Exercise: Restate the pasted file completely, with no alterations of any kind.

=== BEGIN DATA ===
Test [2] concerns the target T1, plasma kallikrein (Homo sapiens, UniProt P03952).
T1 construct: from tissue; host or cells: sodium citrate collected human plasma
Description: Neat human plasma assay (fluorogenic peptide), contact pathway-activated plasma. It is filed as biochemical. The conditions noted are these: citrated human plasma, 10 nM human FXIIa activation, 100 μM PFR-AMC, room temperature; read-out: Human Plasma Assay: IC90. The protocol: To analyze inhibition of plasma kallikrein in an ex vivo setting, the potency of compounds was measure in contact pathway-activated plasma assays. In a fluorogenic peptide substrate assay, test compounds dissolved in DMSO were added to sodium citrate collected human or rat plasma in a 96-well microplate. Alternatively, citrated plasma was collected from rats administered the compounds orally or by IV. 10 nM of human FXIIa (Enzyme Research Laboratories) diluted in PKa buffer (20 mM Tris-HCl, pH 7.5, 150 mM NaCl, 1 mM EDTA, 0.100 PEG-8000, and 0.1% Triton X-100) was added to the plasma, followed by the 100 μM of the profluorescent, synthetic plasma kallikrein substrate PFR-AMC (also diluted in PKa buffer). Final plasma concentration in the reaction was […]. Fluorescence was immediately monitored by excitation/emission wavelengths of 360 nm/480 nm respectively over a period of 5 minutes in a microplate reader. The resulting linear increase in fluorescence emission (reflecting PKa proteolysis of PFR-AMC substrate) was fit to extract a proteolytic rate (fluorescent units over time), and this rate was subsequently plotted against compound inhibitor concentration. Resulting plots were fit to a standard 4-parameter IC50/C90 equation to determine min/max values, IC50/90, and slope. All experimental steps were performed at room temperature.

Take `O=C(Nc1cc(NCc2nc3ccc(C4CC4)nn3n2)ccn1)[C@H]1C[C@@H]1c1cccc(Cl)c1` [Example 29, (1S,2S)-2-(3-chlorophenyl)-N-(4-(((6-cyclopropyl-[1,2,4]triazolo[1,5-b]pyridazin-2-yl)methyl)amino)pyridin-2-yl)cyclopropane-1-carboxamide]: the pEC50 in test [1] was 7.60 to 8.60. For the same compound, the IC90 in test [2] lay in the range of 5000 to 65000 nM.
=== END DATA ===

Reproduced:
Test [2] concerns the target T1, plasma kallikrein (Homo sapiens, UniProt P03952).
T1 construct: from tissue; host or cells: sodium citrate collected human plasma
Description: Neat human plasma assay (fluorogenic peptide), contact pathway-activated plasma. It is filed as biochemical. The conditions noted are these: citrated human plasma, 10 nM human FXIIa activation, 100 μM PFR-AMC, room temperature; read-out: Human Plasma Assay: IC90. The protocol: To analyze inhibition of plasma kallikrein in an ex vivo setting, the potency of compounds was measure in contact pathway-activated plasma assays. In a fluorogenic peptide substrate assay, test compounds dissolved in DMSO were added to sodium citrate collected human or rat plasma in a 96-well microplate. Alternatively, citrated plasma was collected from rats administered the compounds orally or by IV. 10 nM of human FXIIa (Enzyme Research Laboratories) diluted in PKa buffer (20 mM Tris-HCl, pH 7.5, 150 mM NaCl, 1 mM EDTA, 0.100 PEG-8000, and 0.1% Triton X-100) was added to the plasma, followed by the 100 μM of the profluorescent, synthetic plasma kallikrein substrate PFR-AMC (also diluted in PKa buffer). Final plasma concentration in the reaction was […]. Fluorescence was immediately monitored by excitation/emission wavelengths of 360 nm/480 nm respectively over a period of 5 minutes in a microplate reader. The resulting linear increase in fluorescence emission (reflecting PKa proteolysis of PFR-AMC substrate) was fit to extract a proteolytic rate (fluorescent units over time), and this rate was subsequently plotted against compound inhibitor concentration. Resulting plots were fit to a standard 4-parameter IC50/C90 equation to determine min/max values, IC50/90, and slope. All experimental steps were performed at room temperature.

Take `O=C(Nc1cc(NCc2nc3ccc(C4CC4)nn3n2)ccn1)[C@H]1C[C@@H]1c1cccc(Cl)c1` [Example 29, (1S,2S)-2-(3-chlorophenyl)-N-(4-(((6-cyclopropyl-[1,2,4]triazolo[1,5-b]pyridazin-2-yl)methyl)amino)pyridin-2-yl)cyclopropane-1-carboxamide]: the pEC50 in test [1] was 7.60 to 8.60. For the same compound, the IC90 in test [2] lay in the range of 5000 to 65000 nM.